China Chart of the Week: Fishing in the South China Sea


While the most recent clashes between China and its Southeast Asian neighbors in the South China Sea have been over oil rigs and alleged construction of artificial islands among the Spratley island chain, an additional aspect of this ongoing territorial dispute has been fishing rights.  Already considered overfished by the UN Food and Agriculture Organization (full report here), the sea has seen clashes between Philippine and Chinese fishermen as recently as April 2014.

This chart compares growth in marine fishery production between China and Vietnam, the Philippines, and Malaysia, the ASEAN members whose territorial claims in the South China Sea conflict with Chinese claims, to get a broad idea of the long-term impact of marine fishing in the region. [1]  For the Southeast Asian countries included, national level data gives a fairly accurate picture of fish production, as coastal borders mostly fall along the South China Sea coast.  Since China’s coast far exceeds what is considered the South China Sea, Chinese data is at the provincial level.  The three Chinese provinces which border the South China Sea (Guangdong, Guangxi and Hainan) together make up a larger share of total marine fishing in the area than any of the individual ASEAN members over the entire period.  However, since 2008, combined Vietnamese, Philippine and Malaysian production has matched Chinese production, with particular growth in Vietnam.  As China continues to clash with both Vietnam and the Philippines over fishing rights, the increased production along increasing scarcity of marine life, opens the door not only for further conflict between China and ASEAN members, but for conflict among ASEAN members themselves.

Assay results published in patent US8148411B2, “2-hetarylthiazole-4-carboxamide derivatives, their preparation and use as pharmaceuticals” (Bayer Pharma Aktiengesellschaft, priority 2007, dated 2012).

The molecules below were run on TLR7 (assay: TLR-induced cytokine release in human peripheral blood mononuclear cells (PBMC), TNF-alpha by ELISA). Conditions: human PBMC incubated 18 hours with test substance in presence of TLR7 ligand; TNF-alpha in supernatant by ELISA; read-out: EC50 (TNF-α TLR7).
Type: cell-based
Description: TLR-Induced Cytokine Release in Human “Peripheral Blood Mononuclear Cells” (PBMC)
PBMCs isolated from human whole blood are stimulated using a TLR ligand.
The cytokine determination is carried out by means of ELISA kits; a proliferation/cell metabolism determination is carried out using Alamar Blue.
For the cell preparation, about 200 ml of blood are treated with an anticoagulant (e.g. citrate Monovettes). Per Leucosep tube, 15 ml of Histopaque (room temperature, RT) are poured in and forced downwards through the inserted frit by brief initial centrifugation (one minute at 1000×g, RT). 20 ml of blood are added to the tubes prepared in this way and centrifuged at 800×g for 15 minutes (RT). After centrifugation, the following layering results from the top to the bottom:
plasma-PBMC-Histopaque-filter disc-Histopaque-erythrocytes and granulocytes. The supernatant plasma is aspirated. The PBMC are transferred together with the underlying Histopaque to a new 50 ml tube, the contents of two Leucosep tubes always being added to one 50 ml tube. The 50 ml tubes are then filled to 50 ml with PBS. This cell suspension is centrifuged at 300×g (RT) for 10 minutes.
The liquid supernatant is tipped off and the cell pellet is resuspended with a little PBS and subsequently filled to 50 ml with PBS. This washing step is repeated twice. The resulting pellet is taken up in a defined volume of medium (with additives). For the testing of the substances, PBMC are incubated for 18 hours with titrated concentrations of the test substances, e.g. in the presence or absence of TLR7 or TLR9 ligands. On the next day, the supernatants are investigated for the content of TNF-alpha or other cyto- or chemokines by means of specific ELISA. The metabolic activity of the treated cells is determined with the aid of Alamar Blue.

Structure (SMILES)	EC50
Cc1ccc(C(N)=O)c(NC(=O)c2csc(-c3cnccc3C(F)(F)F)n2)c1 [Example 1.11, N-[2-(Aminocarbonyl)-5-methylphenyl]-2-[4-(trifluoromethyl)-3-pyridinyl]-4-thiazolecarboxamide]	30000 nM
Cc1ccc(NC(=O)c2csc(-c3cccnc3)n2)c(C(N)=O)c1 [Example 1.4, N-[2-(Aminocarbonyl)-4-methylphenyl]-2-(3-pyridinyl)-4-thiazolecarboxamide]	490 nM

Note: China data is the sum of seawater fish, shrimps, prawns and crabs, and shellfish production for Guangdong, Guangxi, and Hainan provinces. Vietnam, Philippines and Malaysia data represent marine catches of fish, crustaceans and mollusks at the national level.

Source: Author's calculations using data from United Nations Food and Agriculture Organization’s FishStat and Output of Aquatics Products data produced in the Agricultural Production section of National Bureau of Statistics of China’s annual statistical yearbook

[1] While Brunei also claims part of the Spratley island chain, yearly marine fish production for Brunei is less than 5000 tons

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